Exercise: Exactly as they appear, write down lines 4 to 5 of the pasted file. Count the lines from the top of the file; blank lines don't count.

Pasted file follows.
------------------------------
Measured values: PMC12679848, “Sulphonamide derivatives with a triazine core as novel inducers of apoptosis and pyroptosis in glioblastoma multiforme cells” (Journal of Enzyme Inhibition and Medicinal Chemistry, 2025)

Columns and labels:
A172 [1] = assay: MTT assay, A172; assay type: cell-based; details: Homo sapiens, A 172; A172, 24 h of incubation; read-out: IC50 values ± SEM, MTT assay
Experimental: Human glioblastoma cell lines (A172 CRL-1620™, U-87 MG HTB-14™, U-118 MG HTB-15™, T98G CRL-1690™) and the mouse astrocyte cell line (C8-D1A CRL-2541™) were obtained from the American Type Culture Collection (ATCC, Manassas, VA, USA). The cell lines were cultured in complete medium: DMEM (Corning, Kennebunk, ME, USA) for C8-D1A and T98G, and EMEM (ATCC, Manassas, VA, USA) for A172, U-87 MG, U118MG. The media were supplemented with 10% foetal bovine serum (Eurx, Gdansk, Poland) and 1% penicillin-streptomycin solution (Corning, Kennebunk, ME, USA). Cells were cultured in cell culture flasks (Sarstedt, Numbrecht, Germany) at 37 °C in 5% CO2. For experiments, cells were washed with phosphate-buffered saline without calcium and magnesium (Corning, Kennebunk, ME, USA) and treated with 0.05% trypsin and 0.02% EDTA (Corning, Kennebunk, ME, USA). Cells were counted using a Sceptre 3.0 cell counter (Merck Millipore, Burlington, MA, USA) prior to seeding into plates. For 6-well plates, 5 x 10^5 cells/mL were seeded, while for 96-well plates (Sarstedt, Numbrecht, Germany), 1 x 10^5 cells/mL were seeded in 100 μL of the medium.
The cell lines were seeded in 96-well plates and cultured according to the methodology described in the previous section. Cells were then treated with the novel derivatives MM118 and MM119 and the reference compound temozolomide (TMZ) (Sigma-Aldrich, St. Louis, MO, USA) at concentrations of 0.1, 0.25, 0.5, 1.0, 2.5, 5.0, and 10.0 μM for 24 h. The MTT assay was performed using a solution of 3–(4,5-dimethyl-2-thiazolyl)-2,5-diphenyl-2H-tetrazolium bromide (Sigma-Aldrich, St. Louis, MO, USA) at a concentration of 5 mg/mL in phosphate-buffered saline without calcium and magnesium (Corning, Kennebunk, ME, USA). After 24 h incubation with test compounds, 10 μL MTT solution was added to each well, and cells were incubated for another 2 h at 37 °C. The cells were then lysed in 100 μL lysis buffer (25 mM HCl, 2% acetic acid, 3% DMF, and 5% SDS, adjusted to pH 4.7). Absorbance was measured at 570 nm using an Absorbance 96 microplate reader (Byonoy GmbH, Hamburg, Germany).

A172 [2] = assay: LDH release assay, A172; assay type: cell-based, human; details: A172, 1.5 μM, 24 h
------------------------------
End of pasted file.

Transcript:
Experimental: Human glioblastoma cell lines (A172 CRL-1620™, U-87 MG HTB-14™, U-118 MG HTB-15™, T98G CRL-1690™) and the mouse astrocyte cell line (C8-D1A CRL-2541™) were obtained from the American Type Culture Collection (ATCC, Manassas, VA, USA). The cell lines were cultured in complete medium: DMEM (Corning, Kennebunk, ME, USA) for C8-D1A and T98G, and EMEM (ATCC, Manassas, VA, USA) for A172, U-87 MG, U118MG. The media were supplemented with 10% foetal bovine serum (Eurx, Gdansk, Poland) and 1% penicillin-streptomycin solution (Corning, Kennebunk, ME, USA). Cells were cultured in cell culture flasks (Sarstedt, Numbrecht, Germany) at 37 °C in 5% CO2. For experiments, cells were washed with phosphate-buffered saline without calcium and magnesium (Corning, Kennebunk, ME, USA) and treated with 0.05% trypsin and 0.02% EDTA (Corning, Kennebunk, ME, USA). Cells were counted using a Sceptre 3.0 cell counter (Merck Millipore, Burlington, MA, USA) prior to seeding into plates. For 6-well plates, 5 x 10^5 cells/mL were seeded, while for 96-well plates (Sarstedt, Numbrecht, Germany), 1 x 10^5 cells/mL were seeded in 100 μL of the medium.
The cell lines were seeded in 96-well plates and cultured according to the methodology described in the previous section. Cells were then treated with the novel derivatives MM118 and MM119 and the reference compound temozolomide (TMZ) (Sigma-Aldrich, St. Louis, MO, USA) at concentrations of 0.1, 0.25, 0.5, 1.0, 2.5, 5.0, and 10.0 μM for 24 h. The MTT assay was performed using a solution of 3–(4,5-dimethyl-2-thiazolyl)-2,5-diphenyl-2H-tetrazolium bromide (Sigma-Aldrich, St. Louis, MO, USA) at a concentration of 5 mg/mL in phosphate-buffered saline without calcium and magnesium (Corning, Kennebunk, ME, USA). After 24 h incubation with test compounds, 10 μL MTT solution was added to each well, and cells were incubated for another 2 h at 37 °C. The cells were then lysed in 100 μL lysis buffer (25 mM HCl, 2% acetic acid, 3% DMF, and 5% SDS, adjusted to pH 4.7). Absorbance was measured at 570 nm using an Absorbance 96 microplate reader (Byonoy GmbH, Hamburg, Germany).